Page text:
Having a baby is the steepest learning curve most adults ever encounter. Changing nappies, sleep routines and assembling a travel system are all skills that new parents develop quickly. But the skill that will make the greatest difference to the happiness and development of their child is the one that most adults find the hardest to master –playing.
Most adults can join in with a board game or help to make an Airfix model but when you are dealing with a baby, the play needs to have a free and random nature that many adults find difficult to participate in and enjoy.
Babies and young children need play which doesn’t have an intended outcome, rules or a set time limit. Messy play, where children have supervised access to a variety of materials, offers exactly that. Of course, it also offers the potential for destroyed furnishings, stained clothing and exhausted parents. So is it worth it?
The benefits of messy play are wide-ranging. Most importantly it encourages young children to be independent, imaginative and concentrate. They are control of how they use whatever material you are playing with. Does paint have to be used to create a picture? In my adult world, yes (and preferably with all the paint on the paper, none on the floor/ face/ hair), but in a baby’s world, paint is just another kind of stuff to stick your hands in to.
In terms of physical development, messy play helps not just with gross motor skills but also with fine motor skills which, due to our national obsession with health and safety, babies often get few opportunities to practise. Picking up a tennis ball is easy. Picking up a single dried pea or one strand of straw requires much better concentration and coordination.
For babies who are starting to chat, messy play opens up whole new vocabularies. They hear and learn the words to describe what they can feel, smell, see, hear and taste (hopefully only with edible materials!) You may also find that they use language to tell you whether they like the material or what they want to do with it.
Messy play is offered widely at nurseries, pre-schools and Sure Start Centres so why risk your upholstery and sanity by doing it at home? I would love to offer a deeply profound statement about bonding with your child or the memories you will create together, but it basically boils down to fun (and entertaining everyone when the weather makes going out unappealing).
In our house messy play happens at the weekend – partly because the weekdays are too packed to fit it in, but mostly because this is when my husband is here. He sees our daughter for maybe half an hour per day during the week so weekends when the three of us can be together doing something lovely are precious.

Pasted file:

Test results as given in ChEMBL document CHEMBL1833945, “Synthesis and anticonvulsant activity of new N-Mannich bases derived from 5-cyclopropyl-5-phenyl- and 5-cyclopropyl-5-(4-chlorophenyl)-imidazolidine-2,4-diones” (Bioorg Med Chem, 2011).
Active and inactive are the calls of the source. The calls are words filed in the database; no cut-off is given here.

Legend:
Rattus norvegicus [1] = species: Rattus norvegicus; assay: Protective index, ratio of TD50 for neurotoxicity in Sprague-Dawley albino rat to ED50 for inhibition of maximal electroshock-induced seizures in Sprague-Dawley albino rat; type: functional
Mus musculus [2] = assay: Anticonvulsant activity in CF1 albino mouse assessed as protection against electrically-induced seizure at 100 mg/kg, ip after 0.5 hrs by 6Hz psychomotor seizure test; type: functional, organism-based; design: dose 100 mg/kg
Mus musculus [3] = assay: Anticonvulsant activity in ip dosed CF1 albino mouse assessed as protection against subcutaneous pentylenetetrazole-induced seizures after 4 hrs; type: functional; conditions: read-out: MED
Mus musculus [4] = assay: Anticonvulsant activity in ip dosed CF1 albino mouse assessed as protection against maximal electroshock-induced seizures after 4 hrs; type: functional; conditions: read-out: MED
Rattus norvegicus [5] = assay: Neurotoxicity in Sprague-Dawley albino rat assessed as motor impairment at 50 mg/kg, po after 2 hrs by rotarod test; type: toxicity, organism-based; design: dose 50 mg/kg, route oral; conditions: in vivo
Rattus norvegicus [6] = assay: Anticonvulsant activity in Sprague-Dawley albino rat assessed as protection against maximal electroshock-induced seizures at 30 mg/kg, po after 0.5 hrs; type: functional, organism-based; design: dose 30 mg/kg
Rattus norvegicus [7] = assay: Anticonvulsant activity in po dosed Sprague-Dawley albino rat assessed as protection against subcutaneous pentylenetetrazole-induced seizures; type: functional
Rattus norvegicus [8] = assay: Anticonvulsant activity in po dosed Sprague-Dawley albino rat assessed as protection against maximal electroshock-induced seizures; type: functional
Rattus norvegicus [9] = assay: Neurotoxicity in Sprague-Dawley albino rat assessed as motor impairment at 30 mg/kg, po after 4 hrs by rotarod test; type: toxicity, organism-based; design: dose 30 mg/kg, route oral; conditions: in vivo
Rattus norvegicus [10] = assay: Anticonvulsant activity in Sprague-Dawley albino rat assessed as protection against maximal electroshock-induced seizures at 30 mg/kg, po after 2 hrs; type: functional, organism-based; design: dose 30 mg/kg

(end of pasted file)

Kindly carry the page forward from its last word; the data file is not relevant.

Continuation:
Enthusiastic as I am about messy play, I am also quite keen on having a clean, tidy house with the minimum of housework, so preparation is the key. Before we start I masking tape a shower curtain to the floor (this in itself becomes part of the fun, as my daughter thinks it’s really funny if I drape it over her head, peekaboo-style).
The taping down is essential otherwise the curtain will slowly screw itself up until you find yourself trying to play on an area one foot square. I put wipes and an old towel within reach and, if things are going to be particularly messy, a bowl of warm soapy water (or we play before bedtime and then pop little one straight in the bath). All three of us put on old clothes so that we can get properly stuck in.
The next step is to assemble whatever we’re going to play with. This depends on how much time and energy I have. If both are short, then dry rice, dry pasta, dried peas/ pulses/lentils, shredded paper, sequins, pebbles or oatmeal are good options. If I’m feeling a little more ambitious we go for bread dough, play dough, wet sand, soaking sponges or cooked pasta. For really messy messy play we go for paint, cornflour, water, jelly, baby oil/lotion or wet potting compost.
This is where my control over what happens ends. Occasionally if we are using paint or gluing something I try to end up with a picture we can send to the grandparents, but more often than not we just have a great time exploring what we can do with the materials and getting wet, sticky or dusty in the process. Of course, I have to intervene sometimes otherwise my daughter would be swallowing all sorts of dreadful things (you really can’t take your eyes off a baby in messy play for a second) and wandering about with a selection of sequins and pulses up her nose.
Although this sounds like a whole lot of planning and setting up, you’re already doing messy play if your child has a bath, cooks with you or helps in the garden. Some messy play can be spontaneous – as I write this my husband is showering my daughter in torn-up tissues, pretending it is snow. We keep a bag of dried peas and a selection of little pots in the lounge which can be whipped out if we’ve a spare 10 minutes.
As an infant teacher, I understood what messy play was for but it wasn’t until I did it at home with my own child that I realised how rewarding it could be. My daughter now gets excited whenever she sees ‘the pea-bag’– an indication that she remembers these messy play sessions and looks forward to them. I hope that when she is an adult she remembers that her dad and I learnt how to play and loved it just as much as she did.